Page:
Nvidia owes you $950 billion

A brief discussion on NVDA’s valuation

Travis Webb
3 min readMay 25


Nvidia earnings were pretty good today. But for a company now valued at nearly a trillion dollars, pretty good is no longer enough.

Stock in a company is a claim on free cash generated by that company over its life. As of this writing, Nvidia needs to generate $950 billion of discounted cash flows over its lifetime of earnings in order to equal its present value.

Cash flows are “discounted” because earnings in the future are not as valuable as earnings received today. The sum of all discounted cash flows is the net present value, or NPV. That is, when company is selling at a price equal to its NPV, you receive exactly $1 in return for your $1 investment. Investors should aim to pay less than NPV, whereby you receive more than $1 for each dollar invested.

With investing 101 out of the way, let’s talk about NVDA: At the quoted market price of ~$380, multiplying by the number of shares outstanding, you are paying around $950B for a claim on Nvidia’s future cash flows. So, how is Nvidia going to generate $950 billion of discounted cash flows?

GAAP earnings per diluted share for the quarter were $0.82, up 28% from a year ago [link], on revenues of $7.2B.

These revenues and earnings are in the middle of a frenzied mania around Generative AI (or as some say, “It’s just computers doing computer stuff”), and the market has quoted NVDA higher and higher in recent months to reflect this excitement that ChatGPT and LLMs and suchlike will result in permanently higher and accelerating demand for Nvidia’s products.

Let’s say Nvidia’s earnings double every 5 years for the next decade and a half. Quite an impressive growth rate, and starting from very strong earnings. The discounted cash flows of a stock earning (0.82 * 4) = $3.28 per year and growing at 15% per year for 15 years. It would produce $183 per share in cash flows over that period, and discounted at 7% (I use the current long-term mortgage rate; I avoid the irrational circularity of WACC) gives us $119.58 per-share net present value of NVDA. Not quite the $380+ stock price ($950 billion). So, under these assumptions, Nvidia is overvalued by ~3.5 times — in other words, we would be paying $3.50 to buy $1.00 in discounted cash flows. Not a good investment.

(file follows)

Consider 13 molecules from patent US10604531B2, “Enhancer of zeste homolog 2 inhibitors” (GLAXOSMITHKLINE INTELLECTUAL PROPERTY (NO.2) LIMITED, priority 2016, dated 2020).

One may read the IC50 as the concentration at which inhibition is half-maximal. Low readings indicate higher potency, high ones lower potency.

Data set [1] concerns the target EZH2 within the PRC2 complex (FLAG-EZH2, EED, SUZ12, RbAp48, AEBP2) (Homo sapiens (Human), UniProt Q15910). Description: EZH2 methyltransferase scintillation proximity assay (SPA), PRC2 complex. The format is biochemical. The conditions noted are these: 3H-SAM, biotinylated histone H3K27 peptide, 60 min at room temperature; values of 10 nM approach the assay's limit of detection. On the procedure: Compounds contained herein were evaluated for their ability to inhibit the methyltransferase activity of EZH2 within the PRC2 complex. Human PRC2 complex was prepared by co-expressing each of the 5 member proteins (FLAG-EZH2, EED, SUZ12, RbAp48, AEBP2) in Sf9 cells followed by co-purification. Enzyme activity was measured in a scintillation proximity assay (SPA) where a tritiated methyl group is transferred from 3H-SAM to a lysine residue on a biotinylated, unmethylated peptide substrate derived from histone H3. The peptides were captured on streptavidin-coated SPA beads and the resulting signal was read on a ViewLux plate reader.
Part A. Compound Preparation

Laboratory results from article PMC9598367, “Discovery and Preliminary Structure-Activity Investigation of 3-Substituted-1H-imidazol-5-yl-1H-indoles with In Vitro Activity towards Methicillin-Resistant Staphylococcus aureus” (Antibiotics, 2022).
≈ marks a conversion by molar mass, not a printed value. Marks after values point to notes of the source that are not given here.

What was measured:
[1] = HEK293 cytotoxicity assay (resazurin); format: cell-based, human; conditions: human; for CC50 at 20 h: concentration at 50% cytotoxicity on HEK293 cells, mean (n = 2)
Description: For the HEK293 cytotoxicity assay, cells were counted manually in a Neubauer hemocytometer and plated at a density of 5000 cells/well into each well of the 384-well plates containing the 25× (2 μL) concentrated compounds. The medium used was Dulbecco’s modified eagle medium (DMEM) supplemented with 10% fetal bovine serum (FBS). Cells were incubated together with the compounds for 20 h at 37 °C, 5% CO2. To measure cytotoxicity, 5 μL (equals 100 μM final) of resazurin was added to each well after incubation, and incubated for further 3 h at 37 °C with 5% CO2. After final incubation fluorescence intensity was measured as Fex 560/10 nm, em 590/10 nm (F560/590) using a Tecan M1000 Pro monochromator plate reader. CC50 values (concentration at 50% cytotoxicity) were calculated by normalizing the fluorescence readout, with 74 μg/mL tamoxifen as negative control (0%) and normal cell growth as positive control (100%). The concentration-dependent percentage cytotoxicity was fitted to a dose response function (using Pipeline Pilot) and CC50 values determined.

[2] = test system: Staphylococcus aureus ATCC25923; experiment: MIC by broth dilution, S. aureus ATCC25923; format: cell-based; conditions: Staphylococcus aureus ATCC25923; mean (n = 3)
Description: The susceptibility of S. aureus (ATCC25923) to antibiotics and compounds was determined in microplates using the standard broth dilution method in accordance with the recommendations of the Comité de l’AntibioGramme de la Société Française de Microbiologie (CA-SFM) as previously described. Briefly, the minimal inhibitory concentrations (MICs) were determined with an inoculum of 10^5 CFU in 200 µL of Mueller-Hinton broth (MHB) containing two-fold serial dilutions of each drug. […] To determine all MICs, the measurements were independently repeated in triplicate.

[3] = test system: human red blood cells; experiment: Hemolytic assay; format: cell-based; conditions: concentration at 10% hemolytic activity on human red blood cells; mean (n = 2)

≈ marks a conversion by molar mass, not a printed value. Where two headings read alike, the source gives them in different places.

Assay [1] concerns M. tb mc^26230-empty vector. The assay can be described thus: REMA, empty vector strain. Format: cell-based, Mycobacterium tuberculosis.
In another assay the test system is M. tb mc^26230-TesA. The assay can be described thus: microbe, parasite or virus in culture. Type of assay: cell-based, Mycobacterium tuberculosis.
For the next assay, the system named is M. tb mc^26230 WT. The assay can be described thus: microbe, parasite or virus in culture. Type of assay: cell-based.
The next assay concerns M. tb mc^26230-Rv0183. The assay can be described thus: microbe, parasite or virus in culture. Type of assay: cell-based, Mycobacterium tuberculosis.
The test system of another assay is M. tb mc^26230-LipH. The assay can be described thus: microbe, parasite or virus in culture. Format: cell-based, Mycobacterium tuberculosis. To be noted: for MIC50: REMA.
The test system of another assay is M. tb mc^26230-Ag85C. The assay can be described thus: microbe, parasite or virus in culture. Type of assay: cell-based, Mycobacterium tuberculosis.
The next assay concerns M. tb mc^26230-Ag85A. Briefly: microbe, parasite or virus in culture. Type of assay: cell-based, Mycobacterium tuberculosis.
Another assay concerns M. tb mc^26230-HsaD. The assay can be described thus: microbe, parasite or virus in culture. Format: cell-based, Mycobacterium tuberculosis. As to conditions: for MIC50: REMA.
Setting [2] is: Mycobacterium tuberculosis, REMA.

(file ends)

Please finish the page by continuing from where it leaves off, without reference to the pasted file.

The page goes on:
But you might say, NVDA earnings grew 28% compared to last year. This is a new era of ChatGPT and large language models. Elon Musk! And those TPUs from Google and Amazon don’t matter. So let’s see what happens when we assume Nvidia will instead enjoy astonishing 30% earnings growth every single year for the next 15 years.

Under these conditions, assuming its current (historically high) 25–30% net profit margin is not competed away, Nvidia would rake in an absolutely stunning $6.29 trillion in revenues over this period of 15 years and generate $1.8 trillion in earnings, or $716.59 per share. (by comparison, the cumulative earnings of Intel over the past 40 years is $495 billion). In this scenario, the net present value of one NVDA share would be $307.18, or about $760 billion. We’re getting closer, but under these assumptions NVDA remains overvalued by 25%. but to reach $380/share NPV, we would need even more optimistic assumptions.

Obviously others may use different discount rates or growth assumptions or terminal values. Even though it’s never possible to discern exactly what a company is worth, it’s quite useful in investing to know what a company definitely is not worth. This allows you to avoid things that don’t make sense — in other words, avoid paying more than a dollar for $1 in discounted cash flows.

As this article showed, the incredible arithmetic needed to justify a present value of $380 per share would require yet higher growth and profitability projections beyond the generous assumptions already made earlier — going much further may require running the computation on one of the new Nvidia H100 GPUs, and is therefore left as an exercise to the reader.



Travis Webb

Solutions Architect at Google